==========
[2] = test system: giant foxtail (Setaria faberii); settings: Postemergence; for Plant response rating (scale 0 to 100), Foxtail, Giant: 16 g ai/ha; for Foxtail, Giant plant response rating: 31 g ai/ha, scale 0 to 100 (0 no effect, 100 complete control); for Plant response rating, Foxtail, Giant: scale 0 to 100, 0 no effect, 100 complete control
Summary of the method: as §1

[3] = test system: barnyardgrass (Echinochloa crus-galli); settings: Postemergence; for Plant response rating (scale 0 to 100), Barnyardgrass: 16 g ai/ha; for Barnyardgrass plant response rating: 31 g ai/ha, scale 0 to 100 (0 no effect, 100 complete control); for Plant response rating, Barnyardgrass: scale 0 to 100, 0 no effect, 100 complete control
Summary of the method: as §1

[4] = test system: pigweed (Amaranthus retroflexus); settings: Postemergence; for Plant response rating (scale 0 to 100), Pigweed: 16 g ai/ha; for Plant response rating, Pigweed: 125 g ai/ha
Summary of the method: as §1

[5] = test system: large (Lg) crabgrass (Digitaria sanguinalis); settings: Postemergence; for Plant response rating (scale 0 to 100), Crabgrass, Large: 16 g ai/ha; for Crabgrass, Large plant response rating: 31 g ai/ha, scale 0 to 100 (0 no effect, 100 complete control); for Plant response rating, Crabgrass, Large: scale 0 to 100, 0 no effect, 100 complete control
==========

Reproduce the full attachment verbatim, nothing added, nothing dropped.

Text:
[2] = test system: giant foxtail (Setaria faberii); settings: Postemergence; for Plant response rating (scale 0 to 100), Foxtail, Giant: 16 g ai/ha; for Foxtail, Giant plant response rating: 31 g ai/ha, scale 0 to 100 (0 no effect, 100 complete control); for Plant response rating, Foxtail, Giant: scale 0 to 100, 0 no effect, 100 complete control
Summary of the method: as §1

[3] = test system: barnyardgrass (Echinochloa crus-galli); settings: Postemergence; for Plant response rating (scale 0 to 100), Barnyardgrass: 16 g ai/ha; for Barnyardgrass plant response rating: 31 g ai/ha, scale 0 to 100 (0 no effect, 100 complete control); for Plant response rating, Barnyardgrass: scale 0 to 100, 0 no effect, 100 complete control
Summary of the method: as §1

[4] = test system: pigweed (Amaranthus retroflexus); settings: Postemergence; for Plant response rating (scale 0 to 100), Pigweed: 16 g ai/ha; for Plant response rating, Pigweed: 125 g ai/ha
Summary of the method: as §1

[5] = test system: large (Lg) crabgrass (Digitaria sanguinalis); settings: Postemergence; for Plant response rating (scale 0 to 100), Crabgrass, Large: 16 g ai/ha; for Crabgrass, Large plant response rating: 31 g ai/ha, scale 0 to 100 (0 no effect, 100 complete control); for Plant response rating, Crabgrass, Large: scale 0 to 100, 0 no effect, 100 complete control